Source: BCG Matrix
Here are a few examples of what level of target ACoS you should be looking for and when.
Higher target ACoS
You want a higher target ACoS when you have a…
- Product inventory that needs moving
- New product launch
- Key events to exploit
A high target ACoS works for product launches, key events, and for campaigns focused on key moments such as discounts, special offers, Black Friday, or Prime Day which lend themselves to sustaining higher costs over a short period.
Lower target ACoS
You want a lower target ACoS when you have a…
- Sale of particular products to exploit competitive advantages
- Brand building to promote organic growth
For brand building and also maximizing sales, your target ACoS should be as low as you can manage while still having an advertising impact – that would be impressions for brand awareness and conversions for sales,
You can move towards your target goal - either through continuous, manual tweaks and bid adjustments or with the help of data-driven analysis and execution technology services.
Using Break-even ACoS as a metric
Break-even ACoS is the starting point of your target ACoS. If your target ACoS is less than your Break-even, at least you are turning a profit. You won't lose money, nor will you earn money as a result of your ads.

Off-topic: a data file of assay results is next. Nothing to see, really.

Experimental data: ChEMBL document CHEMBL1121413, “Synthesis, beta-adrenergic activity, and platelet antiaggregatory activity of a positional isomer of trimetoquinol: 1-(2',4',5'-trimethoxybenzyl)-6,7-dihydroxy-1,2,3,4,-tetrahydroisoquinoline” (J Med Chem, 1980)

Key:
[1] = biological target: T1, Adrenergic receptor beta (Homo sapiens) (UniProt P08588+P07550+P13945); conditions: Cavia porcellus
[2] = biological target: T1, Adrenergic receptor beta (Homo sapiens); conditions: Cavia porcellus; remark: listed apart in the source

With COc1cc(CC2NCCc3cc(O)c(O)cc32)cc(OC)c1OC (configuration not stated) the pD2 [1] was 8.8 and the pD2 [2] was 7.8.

Top tip: On Amazon, there is a correlation between Ad Sales and Organic Sales – so keep an eye on your Total ACoS (TACoS) because your advertising may be having more of an impact on sales than you realized.
When calculating your Break-even ACoS, the key measure to make sure you get right is the Cost of Goods Sold (COGS) — the amount of money it takes to source/produce your products.
Remember to include: manufacturing costs, taxes, fulfillment costs, and storage costs. Accuracy here will ensure you are not changing your variable advertising costs because you haven’t calculated your fixed costs correctly.
Further reading: If you want more information on calculating Break-even ACOS, we produced an article that goes into much more detail.
Using CLV as a tool to look at long-term
While it's right to concentrate on ACoS as a core metric for topline revenue, it's not the ideal lever to increase profit. That's where optimizing for Customer Lifetime Value (CLV) comes into its own.
Adding a CLV-adjusted perspective to your target Break-even ACoS calculation opens up many more tactical and strategic possibilities. To really move your profitability, you will have to make more money from existing customers — CLV gives you the best possible insight into different customer acquisition costs and where you can place your ad-spend.